Limousine service focused on details, customer satisfaction
Ledyard — Joshua’s Limousine Service aims to please.
“Five percent of what we do is transportation,” Gary McKeon, the Gales Ferry-based livery’s director of operations, said in an interview last week. “The rest is customer service.”
Take the football fan who flew down to the Alabama-Clemson game in Florida earlier this month.
“We gave her a ride to the airport, got her a hotel reservation in Tampa, set up her transportation to the game and picked her up when she got back,” McKeon said.
Of course, she needed a ticket to the game, a sellout. So McKeon arranged that, too. (“I know people,” he said.)
The whatever-it-takes approach has fueled a surge in Joshua’s business over the last several years, helping it grow after a period of stagnation, according to McKeon. It did a bit more than $3 million in revenue last year and is looking for 30 percent growth this year, “which we will achieve,” McKeon promised.
The company’s 37-vehicle fleet comprises four motor coaches, each with seating for 57 passengers; three “shuttles,” including two vans and a 38-passenger bus; an assortment of airport vans, SUVs and limousines; and three party buses equipped with perimeter seating, coolers, strobe lights, flat-screen TVs and sound systems.
McKeon, 56, a former Ledyard police officer and Mashantucket Pequot fire chief, and his wife Belinda, 57, who together founded the business in 1995, plan to make a capital investment of $750,000 this year, including adding two motor coaches and turning over four limousines. They employ 57 full- and part-time workers, including 50 chauffeurs, a couple of whom they hired after a recent job fair.
Belinda, who serves on the Mashantucket Pequot Tribal Gaming Commission, is a sister of Richard “Skip” Hayward, the long-time Mashantucket Pequot chairman who envisioned Foxwoods Resort Casino. While her status as a tribal member qualifies Joshua’s as a “tribally owned business” — which Gary McKeon, who is not a tribal member, said can open some doors — the tribe has no involvement in it.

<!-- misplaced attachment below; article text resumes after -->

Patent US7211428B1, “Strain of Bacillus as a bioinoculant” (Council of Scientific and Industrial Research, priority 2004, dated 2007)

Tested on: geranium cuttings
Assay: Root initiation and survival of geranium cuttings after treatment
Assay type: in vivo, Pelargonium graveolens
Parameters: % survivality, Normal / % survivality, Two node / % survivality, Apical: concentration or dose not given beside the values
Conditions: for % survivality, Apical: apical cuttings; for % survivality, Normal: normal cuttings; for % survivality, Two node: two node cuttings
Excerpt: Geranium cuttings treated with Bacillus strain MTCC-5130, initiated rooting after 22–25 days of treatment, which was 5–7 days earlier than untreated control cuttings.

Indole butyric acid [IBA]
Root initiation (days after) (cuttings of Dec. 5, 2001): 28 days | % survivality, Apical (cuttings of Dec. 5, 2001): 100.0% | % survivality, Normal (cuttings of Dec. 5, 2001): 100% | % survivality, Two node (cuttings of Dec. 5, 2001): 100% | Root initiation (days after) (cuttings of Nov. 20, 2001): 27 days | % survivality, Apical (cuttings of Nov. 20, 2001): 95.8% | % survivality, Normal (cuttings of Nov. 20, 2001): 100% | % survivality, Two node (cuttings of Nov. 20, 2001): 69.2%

One of the McKeons' five children, Joshua, the business’ namesake, works for the company as a supervisor, overseeing maintenance of the Stoddards Wharf Road offices and the vehicle fleet. His wife Stephanie, the general manager, manages the company’s global affiliations.
The McKeons acquired a small limousine company in Clinton that’s given Joshua’s greater access to the Madison-Guilford and New Haven markets, McKeon said.
“Demand is there,” he said. “We have clients that are waiting for us to be able to accommodate them.”
That hasn’t always been the case.
“A few years ago, I got sick of wondering if I was going to make payroll,” McKeon said. “Everything was doom and gloom. The economy was horrible, and Belinda, Steph and I decided we weren’t going to be affected by it anymore. We decided to find out what we needed to do to bring the company to the next level.”
Gary, Belinda and Stephanie all joined business groups, and Joshua's brought in a consultant — a limousine industry expert — who took stock and delivered some hard truths.
“She was amazing,” McKeon said. “Belinda met her through her women’s mentoring group. She spent a month here. At times it was painful, but we got some momentum started. Internally, we became laser-focused on everything we do, every single thing.”
The company’s office staff now undergoes training on a monthly basis and chauffeurs do so quarterly.
McKeon said Foxwoods and Mohegan Sun generate about 30 percent of Joshua’s business while runs to the airports in New York, Connecticut and Rhode Island account for another 18 percent. With nearly a week left in January, Joshua’s vehicles had made 150 airport runs during the month.
Uber, the app-based ride-sharing service that’s made a dent in some segments of the livery business, hasn’t affected Joshua’s, which largely serves higher-end clientele, McKeon said. But it could at some point.
“To me, it’s a public safety issue when it comes to their vehicles and who they hire,” he said. “I let a chauffeur go because of a heart condition and now he’s driving for Uber. I’ve had people who failed pre-employment drug testing drive for Uber.
“No checks, no balances, no regulation,” McKeon said. “I don’t know why the legislature doesn’t do something about it.”
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